Thermopolium: The Fast Food Restaurants from the Roman Empire

Fast food – cheap easy food scorned through the wealthier upper classes. Problem? It sometimes seems things never change in our planet. In the ancient Greco-Roman world the fast-food restaurants and snack bars of the day were the thermopolium.

The best spot to determine theromopolia today is at Pompeii and Herculaneum. While grand temples and palaces show the great and mighty reasons for long-gone people and also the elite, they do not say much about the ordinary day-to-day lives of those. Theromopolia tell the storyline of where, how, and what the traditional Romans ate.

Exactly what the Theromopolia Were

Theromopolia were the ancient cook-ships of the Roman and Greek world. The name literally means “a place where something hot comes.” These were the fast-food restaurants that served ready-to-eat food. They're thought to be the forerunners of today's restaurants and their food is often compared to that of modern junk food.

  • Name: Archaeologists Call Them Thermopolia, however they Counseled me Called in Latin Literature popinae, cauponae, hospitia or stabula

The typical thermopolium is made up of a small room attached to (although not accessible from) a house. They had a unique masonry counter right in front and in the counter were earthenware jars accustomed to store dried food.

The remains of nuts have been found in the ones connected to the House of Neptune and Amphitrite in Herculaneum. Some of them were more elegantly decorated with stunning frescoes adorning the walls.

  • Frescoes: The Fancier Thermopolia Were Decorated With Frescoes

Theromopolia In Pompeii

One of the best places for learning about ancient Roman junk food and dining habits is really as always Pompeii (and Herculaneum). According to, there have been 89 thermopolia found in the excavated part of the doomed city.

  • Number Discovered: Around 89 Have been located in Pompeii (From An Estimated 150ish Total)

The city is filled with well-preserved frescoed “fast food” counters and new discoveries are now being unearthed all the time in Pompeii and Herculaneum. The Guardian reports that around 150 approximately of those thermopolia once dotted the city.

Pompeii were built with a population of around 20,000 inhabitants and much of that population might have frequented these establishments. The unique destruction and preservation of Pompeii makes it among the best places to learn about and find out them today. This is not because people used them more in Pompeii than elsewhere in the empire, it's really a product from the unique preservation of the site.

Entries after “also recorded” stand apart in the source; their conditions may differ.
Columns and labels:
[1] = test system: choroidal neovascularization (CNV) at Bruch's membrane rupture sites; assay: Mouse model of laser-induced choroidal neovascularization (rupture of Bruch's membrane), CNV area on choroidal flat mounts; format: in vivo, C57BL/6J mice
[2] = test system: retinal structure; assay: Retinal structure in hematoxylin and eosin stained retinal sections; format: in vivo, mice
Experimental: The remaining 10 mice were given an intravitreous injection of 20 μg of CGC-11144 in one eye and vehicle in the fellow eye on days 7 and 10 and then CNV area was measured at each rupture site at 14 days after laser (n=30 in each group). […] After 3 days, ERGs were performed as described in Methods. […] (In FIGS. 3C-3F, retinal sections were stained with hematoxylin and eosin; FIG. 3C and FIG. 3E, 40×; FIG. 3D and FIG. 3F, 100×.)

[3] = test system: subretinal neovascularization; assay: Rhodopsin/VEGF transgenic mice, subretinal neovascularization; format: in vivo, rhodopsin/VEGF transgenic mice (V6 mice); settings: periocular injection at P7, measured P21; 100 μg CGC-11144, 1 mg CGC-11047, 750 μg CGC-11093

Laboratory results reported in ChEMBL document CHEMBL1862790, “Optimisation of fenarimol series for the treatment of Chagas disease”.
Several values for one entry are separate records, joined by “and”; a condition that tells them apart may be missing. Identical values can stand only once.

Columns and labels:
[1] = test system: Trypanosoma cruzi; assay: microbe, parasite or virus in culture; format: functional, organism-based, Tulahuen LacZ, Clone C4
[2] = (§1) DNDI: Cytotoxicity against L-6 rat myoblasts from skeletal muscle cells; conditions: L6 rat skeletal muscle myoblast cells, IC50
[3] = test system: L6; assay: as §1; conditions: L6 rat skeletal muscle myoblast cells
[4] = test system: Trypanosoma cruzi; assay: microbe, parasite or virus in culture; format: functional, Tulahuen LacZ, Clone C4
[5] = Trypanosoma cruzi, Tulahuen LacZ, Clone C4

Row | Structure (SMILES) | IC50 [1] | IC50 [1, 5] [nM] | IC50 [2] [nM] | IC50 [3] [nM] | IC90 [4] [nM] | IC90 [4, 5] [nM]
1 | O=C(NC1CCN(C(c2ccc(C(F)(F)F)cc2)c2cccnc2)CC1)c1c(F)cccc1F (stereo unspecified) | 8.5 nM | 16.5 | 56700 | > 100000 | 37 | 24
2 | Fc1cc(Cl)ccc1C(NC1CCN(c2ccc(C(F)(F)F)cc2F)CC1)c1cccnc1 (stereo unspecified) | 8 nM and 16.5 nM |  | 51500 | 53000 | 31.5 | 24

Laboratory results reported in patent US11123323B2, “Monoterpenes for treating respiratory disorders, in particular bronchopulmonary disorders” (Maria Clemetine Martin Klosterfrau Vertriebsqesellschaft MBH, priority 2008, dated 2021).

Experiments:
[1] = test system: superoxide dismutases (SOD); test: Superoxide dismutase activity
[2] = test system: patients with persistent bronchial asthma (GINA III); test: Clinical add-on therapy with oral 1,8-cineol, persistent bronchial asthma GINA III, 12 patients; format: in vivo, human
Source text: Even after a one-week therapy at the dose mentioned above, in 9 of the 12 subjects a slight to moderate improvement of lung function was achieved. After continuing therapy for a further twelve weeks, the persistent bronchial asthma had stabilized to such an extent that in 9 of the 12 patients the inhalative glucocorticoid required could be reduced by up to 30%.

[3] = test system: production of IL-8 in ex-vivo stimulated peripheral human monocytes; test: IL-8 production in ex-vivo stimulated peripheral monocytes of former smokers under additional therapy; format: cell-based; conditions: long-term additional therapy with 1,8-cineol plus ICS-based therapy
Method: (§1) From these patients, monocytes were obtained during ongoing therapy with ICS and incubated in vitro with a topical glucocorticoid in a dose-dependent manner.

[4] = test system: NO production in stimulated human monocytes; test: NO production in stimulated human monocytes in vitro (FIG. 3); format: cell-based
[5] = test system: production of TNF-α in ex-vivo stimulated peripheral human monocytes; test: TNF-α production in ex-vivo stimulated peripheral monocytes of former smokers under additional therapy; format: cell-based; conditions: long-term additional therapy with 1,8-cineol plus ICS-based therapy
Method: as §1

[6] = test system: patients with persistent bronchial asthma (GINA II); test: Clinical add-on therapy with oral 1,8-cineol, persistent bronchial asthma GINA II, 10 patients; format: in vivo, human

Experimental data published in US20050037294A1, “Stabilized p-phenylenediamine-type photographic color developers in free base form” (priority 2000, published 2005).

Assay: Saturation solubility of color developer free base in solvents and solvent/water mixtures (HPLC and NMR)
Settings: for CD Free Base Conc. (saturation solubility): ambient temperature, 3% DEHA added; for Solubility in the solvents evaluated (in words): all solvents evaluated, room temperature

• Where to determine Them: Well-Preserved Ruins of Thermpolia Have been in Pompeii, Herculaneum, and Ostia

The Thermopolium of Assellina is among the most complete types of a thermopolium in Pompeii. Here complete jugs and dishes were found on the counter and a kettle filled with water. People dined on the floor floor while there were guest rooms on the second floor.

The guest rooms upstairs might have been a brothel because of the names of numerous women written included in an election notice outside.

What Food They Served

This establishment would serve meals, snacks, and drinks. These drinks will not have included coffee – as coffee only appeared a few hundred years ago, would not have included tea – which comes from China, nor would the drinks have included hot cocoa – as chocolate originates from Mesoamerica.

The typical menus in these places might have included coarse bread with salty fish, baked cheese, lentils, and spicy wine. Most of them might have specialized in 2 or 3 items (like wine, lentils, meats, or cheese).

  • Wine: They Served Mulled Spiced Wine (Calida) From Earthenware Jars Within the Counter
  • Ketchup: The Ubiquitous Ketchup of the Roman World Would be a Sauce Made of Fish Guts – Yum?
  • Healthy: The Food (Despite the fact that Fast Food) Was Still Healthy – It Was a Takeout Mediterranean Diet

Who Frequented The Theromopolia

These places were mostly used by people who lived in small apartments without a kitchen of their own. They were generally only frequented through the lower classes.

  • Lower Classes: Most People Of the Lower Classes Did not have a Kitchen And So Had To Dine Out

They were also sometimes the haunts from the more socially disreputable sort. Plautus speaks of effeminate Greeks and thieving slaves frequenting them (Curculio, II.iii.288ff; Trinummus, IV.3.1013).

As they were usually the domains of criminals and heavy drinkers, Dio even recorded that Emperor Claudius even ordered them to shut one time. It was in an apparent attempt to cut down on crime.

  • Criminals: Often Criminals And high Drinkers Would Frequent Them

Another rich archeological Roman website is the old Roman Fort Vindolanda in northern England. Here archeologists have discovered even more about Roman day-to-day realistic if they wore underwear and that they cheated with weighted dice.

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